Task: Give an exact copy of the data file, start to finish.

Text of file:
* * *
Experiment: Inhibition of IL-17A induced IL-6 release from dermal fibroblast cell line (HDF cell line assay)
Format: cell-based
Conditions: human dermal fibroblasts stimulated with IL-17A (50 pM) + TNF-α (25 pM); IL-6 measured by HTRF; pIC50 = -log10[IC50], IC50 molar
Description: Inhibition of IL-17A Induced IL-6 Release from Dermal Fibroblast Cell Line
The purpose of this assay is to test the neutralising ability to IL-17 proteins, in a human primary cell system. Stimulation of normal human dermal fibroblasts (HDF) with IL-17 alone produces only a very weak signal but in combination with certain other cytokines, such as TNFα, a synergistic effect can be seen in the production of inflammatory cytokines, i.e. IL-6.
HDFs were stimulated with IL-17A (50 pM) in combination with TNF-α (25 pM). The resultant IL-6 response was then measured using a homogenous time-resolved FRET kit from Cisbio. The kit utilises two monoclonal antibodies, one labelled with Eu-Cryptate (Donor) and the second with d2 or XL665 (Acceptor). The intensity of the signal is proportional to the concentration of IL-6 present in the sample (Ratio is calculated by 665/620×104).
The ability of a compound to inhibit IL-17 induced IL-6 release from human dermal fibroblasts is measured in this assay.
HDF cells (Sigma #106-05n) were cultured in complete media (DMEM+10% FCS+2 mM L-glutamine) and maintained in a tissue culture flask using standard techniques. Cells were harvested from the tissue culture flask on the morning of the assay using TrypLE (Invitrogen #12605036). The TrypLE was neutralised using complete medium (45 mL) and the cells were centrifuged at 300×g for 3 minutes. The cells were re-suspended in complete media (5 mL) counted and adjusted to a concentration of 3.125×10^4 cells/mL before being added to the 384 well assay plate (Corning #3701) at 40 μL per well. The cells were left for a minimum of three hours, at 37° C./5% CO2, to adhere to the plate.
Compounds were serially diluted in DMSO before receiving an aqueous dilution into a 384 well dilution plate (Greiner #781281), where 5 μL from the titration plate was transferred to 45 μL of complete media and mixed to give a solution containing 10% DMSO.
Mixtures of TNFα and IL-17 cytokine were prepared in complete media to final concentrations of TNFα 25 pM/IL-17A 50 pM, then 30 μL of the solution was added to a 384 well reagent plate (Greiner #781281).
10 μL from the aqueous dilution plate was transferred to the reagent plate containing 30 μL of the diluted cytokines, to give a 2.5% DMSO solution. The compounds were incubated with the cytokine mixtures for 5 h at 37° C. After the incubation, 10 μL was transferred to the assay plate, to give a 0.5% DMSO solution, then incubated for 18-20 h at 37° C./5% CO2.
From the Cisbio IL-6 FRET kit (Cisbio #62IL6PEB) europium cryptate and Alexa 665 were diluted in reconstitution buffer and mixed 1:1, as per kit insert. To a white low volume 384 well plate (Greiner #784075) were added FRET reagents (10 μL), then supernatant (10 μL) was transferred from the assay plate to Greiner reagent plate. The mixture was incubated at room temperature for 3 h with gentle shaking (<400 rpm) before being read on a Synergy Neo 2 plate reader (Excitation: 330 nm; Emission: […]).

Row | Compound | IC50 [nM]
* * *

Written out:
Experiment: Inhibition of IL-17A induced IL-6 release from dermal fibroblast cell line (HDF cell line assay)
Format: cell-based
Conditions: human dermal fibroblasts stimulated with IL-17A (50 pM) + TNF-α (25 pM); IL-6 measured by HTRF; pIC50 = -log10[IC50], IC50 molar
Description: Inhibition of IL-17A Induced IL-6 Release from Dermal Fibroblast Cell Line
The purpose of this assay is to test the neutralising ability to IL-17 proteins, in a human primary cell system. Stimulation of normal human dermal fibroblasts (HDF) with IL-17 alone produces only a very weak signal but in combination with certain other cytokines, such as TNFα, a synergistic effect can be seen in the production of inflammatory cytokines, i.e. IL-6.
HDFs were stimulated with IL-17A (50 pM) in combination with TNF-α (25 pM). The resultant IL-6 response was then measured using a homogenous time-resolved FRET kit from Cisbio. The kit utilises two monoclonal antibodies, one labelled with Eu-Cryptate (Donor) and the second with d2 or XL665 (Acceptor). The intensity of the signal is proportional to the concentration of IL-6 present in the sample (Ratio is calculated by 665/620×104).
The ability of a compound to inhibit IL-17 induced IL-6 release from human dermal fibroblasts is measured in this assay.
HDF cells (Sigma #106-05n) were cultured in complete media (DMEM+10% FCS+2 mM L-glutamine) and maintained in a tissue culture flask using standard techniques. Cells were harvested from the tissue culture flask on the morning of the assay using TrypLE (Invitrogen #12605036). The TrypLE was neutralised using complete medium (45 mL) and the cells were centrifuged at 300×g for 3 minutes. The cells were re-suspended in complete media (5 mL) counted and adjusted to a concentration of 3.125×10^4 cells/mL before being added to the 384 well assay plate (Corning #3701) at 40 μL per well. The cells were left for a minimum of three hours, at 37° C./5% CO2, to adhere to the plate.
Compounds were serially diluted in DMSO before receiving an aqueous dilution into a 384 well dilution plate (Greiner #781281), where 5 μL from the titration plate was transferred to 45 μL of complete media and mixed to give a solution containing 10% DMSO.
Mixtures of TNFα and IL-17 cytokine were prepared in complete media to final concentrations of TNFα 25 pM/IL-17A 50 pM, then 30 μL of the solution was added to a 384 well reagent plate (Greiner #781281).
10 μL from the aqueous dilution plate was transferred to the reagent plate containing 30 μL of the diluted cytokines, to give a 2.5% DMSO solution. The compounds were incubated with the cytokine mixtures for 5 h at 37° C. After the incubation, 10 μL was transferred to the assay plate, to give a 0.5% DMSO solution, then incubated for 18-20 h at 37° C./5% CO2.
From the Cisbio IL-6 FRET kit (Cisbio #62IL6PEB) europium cryptate and Alexa 665 were diluted in reconstitution buffer and mixed 1:1, as per kit insert. To a white low volume 384 well plate (Greiner #784075) were added FRET reagents (10 μL), then supernatant (10 μL) was transferred from the assay plate to Greiner reagent plate. The mixture was incubated at room temperature for 3 h with gentle shaking (<400 rpm) before being read on a Synergy Neo 2 plate reader (Excitation: 330 nm; Emission: […]).

Row | Compound | IC50 [nM]